In April 2018, the Office of the Ombudsman also completed the confiscation of ill-gotten wealth from Sanchez and his wife, Editha. The month before, titles to 19 pieces of real estate property were registered back to the state.

The recovery was according to the Sandiganbayan’s decision on July 18, 2016, ordering the seizure of the Sanchezes’ assets, including a house, two Mercedes-Benzes, a Dodge Caravan, shares in a lending company, and cash in the bank. 

It was only in 2019 that the tide seemed to have turned in favor of Sanchez. With the announcement of his possible release, personalities in power have given their say. On the hot seat is former corrections chief and current Senator Ronald “Bato” dela Rosa who said on August 21 that Sanchez “deserves a second chance.” He even joked that Sanchez is a changed man: "Pwede na rin na masabi mo na mabait na ito naka-palda na."

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When public opinion did not agree with the senator’s sentiment, he started to sing a different tune just a day later. 

"Did you know, ako mismo gusto kong bitayin yang Sanchez na yan? I am for death penalty! Kung may death penalty noon dapat nabitay na yang Sanchez na yan,” Dela Rosa reportedly said during an event.  

With rumors floating about in social media that the former mayor had actually already been released, the New Bilibid Prison allowed journalists to take photos of Sanchez clad in full orange. It was noticeable, however, that the mayor is still getting preferential treatment, as footage showed someone shielding him from the sun with an umbrella.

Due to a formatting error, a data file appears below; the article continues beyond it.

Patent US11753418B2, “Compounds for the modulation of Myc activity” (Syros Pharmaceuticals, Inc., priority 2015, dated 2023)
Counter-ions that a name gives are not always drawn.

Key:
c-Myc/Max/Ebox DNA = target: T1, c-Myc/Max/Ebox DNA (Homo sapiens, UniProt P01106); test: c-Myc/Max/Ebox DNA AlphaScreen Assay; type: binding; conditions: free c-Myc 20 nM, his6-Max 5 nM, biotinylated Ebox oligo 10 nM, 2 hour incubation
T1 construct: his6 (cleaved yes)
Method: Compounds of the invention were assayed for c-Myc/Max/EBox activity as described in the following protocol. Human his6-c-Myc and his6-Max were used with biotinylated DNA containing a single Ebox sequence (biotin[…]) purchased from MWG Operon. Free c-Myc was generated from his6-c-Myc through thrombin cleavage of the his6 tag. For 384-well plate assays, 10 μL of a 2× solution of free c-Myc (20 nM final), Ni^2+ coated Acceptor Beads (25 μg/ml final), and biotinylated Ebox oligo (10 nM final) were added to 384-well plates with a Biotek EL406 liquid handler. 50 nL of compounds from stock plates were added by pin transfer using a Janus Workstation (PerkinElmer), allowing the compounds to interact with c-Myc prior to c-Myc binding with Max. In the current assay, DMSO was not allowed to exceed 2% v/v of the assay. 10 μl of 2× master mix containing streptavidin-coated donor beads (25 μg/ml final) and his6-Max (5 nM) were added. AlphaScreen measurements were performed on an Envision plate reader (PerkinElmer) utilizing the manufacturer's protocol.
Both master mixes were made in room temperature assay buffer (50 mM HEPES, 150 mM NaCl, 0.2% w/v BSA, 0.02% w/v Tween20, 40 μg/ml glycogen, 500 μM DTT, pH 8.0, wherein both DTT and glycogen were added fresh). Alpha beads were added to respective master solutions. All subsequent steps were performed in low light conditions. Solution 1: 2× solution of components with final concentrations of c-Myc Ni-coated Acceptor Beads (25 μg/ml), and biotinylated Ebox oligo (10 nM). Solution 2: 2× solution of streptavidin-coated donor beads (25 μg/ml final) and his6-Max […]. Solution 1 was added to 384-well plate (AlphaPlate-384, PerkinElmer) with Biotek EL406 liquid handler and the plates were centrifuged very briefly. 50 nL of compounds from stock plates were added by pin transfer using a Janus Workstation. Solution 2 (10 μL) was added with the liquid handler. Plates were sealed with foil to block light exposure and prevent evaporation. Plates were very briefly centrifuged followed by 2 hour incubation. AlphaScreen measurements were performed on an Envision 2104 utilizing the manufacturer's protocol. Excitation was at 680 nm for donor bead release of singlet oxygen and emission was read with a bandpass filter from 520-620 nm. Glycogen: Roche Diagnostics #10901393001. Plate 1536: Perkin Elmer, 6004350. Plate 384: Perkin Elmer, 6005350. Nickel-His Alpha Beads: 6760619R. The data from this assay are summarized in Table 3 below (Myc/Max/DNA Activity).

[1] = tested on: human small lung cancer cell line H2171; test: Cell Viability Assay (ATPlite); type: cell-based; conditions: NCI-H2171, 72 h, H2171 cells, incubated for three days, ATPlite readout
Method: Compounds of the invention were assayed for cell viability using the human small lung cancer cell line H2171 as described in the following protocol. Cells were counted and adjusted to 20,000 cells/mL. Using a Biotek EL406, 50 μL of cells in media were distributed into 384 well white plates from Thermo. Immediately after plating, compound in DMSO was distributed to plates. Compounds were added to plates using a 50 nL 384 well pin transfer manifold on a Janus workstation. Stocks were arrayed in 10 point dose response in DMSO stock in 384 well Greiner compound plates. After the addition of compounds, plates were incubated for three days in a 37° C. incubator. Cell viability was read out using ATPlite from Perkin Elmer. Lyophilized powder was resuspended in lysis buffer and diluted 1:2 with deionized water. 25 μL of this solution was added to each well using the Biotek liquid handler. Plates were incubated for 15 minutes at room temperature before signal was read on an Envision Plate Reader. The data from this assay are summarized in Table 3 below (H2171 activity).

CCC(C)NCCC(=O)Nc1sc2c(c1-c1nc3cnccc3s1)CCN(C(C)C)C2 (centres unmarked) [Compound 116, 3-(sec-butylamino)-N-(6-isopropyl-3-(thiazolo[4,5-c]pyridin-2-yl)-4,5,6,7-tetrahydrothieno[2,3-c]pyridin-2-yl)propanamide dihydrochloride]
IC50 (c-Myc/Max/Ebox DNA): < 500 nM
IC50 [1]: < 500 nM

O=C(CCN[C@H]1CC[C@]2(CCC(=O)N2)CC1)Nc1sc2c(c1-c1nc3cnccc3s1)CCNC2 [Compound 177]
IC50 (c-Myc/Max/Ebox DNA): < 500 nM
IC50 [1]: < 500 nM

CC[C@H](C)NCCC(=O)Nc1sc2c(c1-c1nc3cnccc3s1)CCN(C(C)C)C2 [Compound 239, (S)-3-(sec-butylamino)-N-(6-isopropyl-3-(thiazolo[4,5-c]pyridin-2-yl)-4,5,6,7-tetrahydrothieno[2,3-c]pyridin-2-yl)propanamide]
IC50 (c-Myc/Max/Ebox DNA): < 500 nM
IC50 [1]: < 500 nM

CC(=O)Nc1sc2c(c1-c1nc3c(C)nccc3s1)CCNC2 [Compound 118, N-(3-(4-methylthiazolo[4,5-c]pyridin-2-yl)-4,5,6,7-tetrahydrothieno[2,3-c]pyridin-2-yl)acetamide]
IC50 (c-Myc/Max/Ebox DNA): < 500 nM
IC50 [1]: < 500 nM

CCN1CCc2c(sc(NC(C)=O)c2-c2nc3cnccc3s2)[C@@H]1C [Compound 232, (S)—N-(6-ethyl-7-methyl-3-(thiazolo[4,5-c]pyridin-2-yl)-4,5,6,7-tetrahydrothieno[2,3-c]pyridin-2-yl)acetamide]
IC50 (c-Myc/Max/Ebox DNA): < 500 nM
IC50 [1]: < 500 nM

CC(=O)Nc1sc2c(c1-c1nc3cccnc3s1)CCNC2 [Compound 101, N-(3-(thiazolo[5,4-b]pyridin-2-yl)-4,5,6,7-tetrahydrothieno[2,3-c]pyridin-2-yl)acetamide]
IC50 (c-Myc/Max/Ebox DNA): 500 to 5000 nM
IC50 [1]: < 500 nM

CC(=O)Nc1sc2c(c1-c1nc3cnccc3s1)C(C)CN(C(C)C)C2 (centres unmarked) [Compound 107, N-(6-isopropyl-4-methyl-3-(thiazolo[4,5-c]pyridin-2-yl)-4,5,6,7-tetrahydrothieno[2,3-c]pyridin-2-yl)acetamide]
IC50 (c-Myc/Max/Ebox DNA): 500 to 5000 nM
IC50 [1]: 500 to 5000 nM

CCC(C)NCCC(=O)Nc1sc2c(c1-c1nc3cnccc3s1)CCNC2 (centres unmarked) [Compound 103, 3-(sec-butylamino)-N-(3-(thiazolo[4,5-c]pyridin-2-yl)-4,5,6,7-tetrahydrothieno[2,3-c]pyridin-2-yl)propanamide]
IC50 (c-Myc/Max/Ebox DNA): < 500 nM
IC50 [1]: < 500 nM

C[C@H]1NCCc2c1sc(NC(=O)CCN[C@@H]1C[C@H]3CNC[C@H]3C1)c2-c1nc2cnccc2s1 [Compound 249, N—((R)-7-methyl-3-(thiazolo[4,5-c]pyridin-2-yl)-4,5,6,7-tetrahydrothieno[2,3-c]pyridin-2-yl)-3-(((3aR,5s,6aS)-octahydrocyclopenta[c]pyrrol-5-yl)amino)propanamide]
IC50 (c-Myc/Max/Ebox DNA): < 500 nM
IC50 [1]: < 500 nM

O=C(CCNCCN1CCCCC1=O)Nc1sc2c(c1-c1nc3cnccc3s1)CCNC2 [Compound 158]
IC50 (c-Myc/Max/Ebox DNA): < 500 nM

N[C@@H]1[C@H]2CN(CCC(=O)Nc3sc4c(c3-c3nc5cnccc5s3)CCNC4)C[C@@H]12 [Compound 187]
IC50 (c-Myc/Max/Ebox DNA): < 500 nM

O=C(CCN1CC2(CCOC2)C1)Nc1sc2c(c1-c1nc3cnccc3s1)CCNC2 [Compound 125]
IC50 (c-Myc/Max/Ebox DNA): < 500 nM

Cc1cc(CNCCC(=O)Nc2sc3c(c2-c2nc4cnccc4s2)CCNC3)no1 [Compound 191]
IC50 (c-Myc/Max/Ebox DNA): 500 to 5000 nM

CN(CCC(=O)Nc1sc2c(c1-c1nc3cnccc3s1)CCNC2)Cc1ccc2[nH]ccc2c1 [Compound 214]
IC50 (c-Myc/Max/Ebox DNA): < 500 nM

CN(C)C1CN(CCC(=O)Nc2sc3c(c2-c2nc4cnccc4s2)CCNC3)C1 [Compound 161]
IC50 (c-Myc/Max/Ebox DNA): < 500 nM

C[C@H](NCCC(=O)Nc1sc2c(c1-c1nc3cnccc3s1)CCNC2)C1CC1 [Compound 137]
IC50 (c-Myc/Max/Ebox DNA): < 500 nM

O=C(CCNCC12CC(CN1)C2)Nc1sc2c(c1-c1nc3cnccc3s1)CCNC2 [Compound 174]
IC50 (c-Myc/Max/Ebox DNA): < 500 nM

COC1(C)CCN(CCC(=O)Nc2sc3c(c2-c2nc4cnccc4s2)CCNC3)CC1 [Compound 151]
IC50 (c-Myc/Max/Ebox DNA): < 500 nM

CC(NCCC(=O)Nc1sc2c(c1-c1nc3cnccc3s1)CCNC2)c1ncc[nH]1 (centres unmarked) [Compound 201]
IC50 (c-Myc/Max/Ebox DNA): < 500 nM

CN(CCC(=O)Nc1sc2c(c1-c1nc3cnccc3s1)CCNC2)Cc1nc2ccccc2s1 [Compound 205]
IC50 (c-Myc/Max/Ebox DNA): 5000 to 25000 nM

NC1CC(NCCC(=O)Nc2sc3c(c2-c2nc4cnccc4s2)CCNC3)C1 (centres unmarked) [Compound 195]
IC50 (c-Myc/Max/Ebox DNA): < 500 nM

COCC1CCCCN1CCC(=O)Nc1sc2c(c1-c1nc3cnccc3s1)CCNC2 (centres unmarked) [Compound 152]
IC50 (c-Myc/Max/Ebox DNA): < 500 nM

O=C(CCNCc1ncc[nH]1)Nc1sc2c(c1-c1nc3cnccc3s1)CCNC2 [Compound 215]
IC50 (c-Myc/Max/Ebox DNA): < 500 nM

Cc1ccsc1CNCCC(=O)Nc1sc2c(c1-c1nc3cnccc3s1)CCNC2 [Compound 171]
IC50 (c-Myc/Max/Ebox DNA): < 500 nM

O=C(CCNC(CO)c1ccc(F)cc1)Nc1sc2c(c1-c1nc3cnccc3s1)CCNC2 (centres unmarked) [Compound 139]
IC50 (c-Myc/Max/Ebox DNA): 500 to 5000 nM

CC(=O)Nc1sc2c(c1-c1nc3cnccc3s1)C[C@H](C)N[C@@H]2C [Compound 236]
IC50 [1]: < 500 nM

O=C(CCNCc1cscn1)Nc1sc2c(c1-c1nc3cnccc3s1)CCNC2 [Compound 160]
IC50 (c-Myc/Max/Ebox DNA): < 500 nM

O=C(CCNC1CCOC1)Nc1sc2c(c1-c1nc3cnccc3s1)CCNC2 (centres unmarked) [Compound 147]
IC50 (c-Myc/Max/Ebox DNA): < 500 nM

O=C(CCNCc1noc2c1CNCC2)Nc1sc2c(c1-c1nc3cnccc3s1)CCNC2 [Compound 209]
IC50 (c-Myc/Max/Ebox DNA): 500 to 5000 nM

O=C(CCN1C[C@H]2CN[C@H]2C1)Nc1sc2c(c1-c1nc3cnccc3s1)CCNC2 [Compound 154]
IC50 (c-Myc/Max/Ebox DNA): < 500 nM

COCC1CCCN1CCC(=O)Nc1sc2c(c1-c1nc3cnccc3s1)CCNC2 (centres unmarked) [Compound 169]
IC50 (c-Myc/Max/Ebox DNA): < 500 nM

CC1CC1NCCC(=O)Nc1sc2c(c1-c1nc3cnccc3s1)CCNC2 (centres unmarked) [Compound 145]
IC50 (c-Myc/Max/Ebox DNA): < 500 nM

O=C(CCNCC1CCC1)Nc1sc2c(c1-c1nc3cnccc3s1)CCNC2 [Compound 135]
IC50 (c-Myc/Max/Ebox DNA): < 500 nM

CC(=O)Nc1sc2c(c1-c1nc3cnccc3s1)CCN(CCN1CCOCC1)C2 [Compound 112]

The public, including an entire generation of people born after the crime, has rediscovered a villain to crucify. For once, it seems commenters on social media agree on one thing: that Sanchez should not be released. Aside from posts being shared on Facebook and Twitter, rallies have been staged and a petition was also launched to stop Sanchez’s release.

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Gomez’s mother, Lumen, attended a rally organized by her son’s schoolmates. The mother recalled that her son knew karate and could have fought back if he hadn't been bound.

Sarmenta’s mother was also interviewed by different media outlets, saying her pain from years ago came back. She expressed suspicions that money was involved in these talks of Antonio's early release. The rightfully angry mother said she agrees with the death penalty for cases like her daughter’s.

Up to this day, the families of Sarmenta and Gomez said that they have not received a single centavo of indemnity from the mayor and his men.

“We are not after the money, but he has to make good on the damages set by the court. We didn’t even see any remorse from him. What we’re asking is for him to show us that he was sorry for what he did," Sarmenta's mother told Philstar.

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UPDATE, August 23, 2019, 3:36 p.m. Panelo, spokesperson and chief legal counsel to President Rodrigo Duterte, told the press on the president will not allow convicted rapist-murderer Antonio Sanchez to be released from prison. "All those convicted of a heinous crime, including Mr. Antonio Sanchez, would be ineligible and disqualified from availing the benefits of the GCTA,” he announced.

It is now up to the Filipino people to remain vigilant if the palace will make good on this statement. 

In the '90s, Sanchez's conviction was assurance for Filipinos that justice was not exclusive for the rich and wealthy. With still the possibility of Sanchez’s release and reports that the convicted rapist and murderer is enjoying preferential treatment behind bars, it seems that might have been just a temporary illusion.

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About The Author
Nicai de Guzman
Nicai de Guzman is the Head of Marketing of Rising Tide, one of the fastest-growing mobile and digital advertising technology companies in the Philippines. She also writes for SPOT.ph and Entrepreneur.com.ph.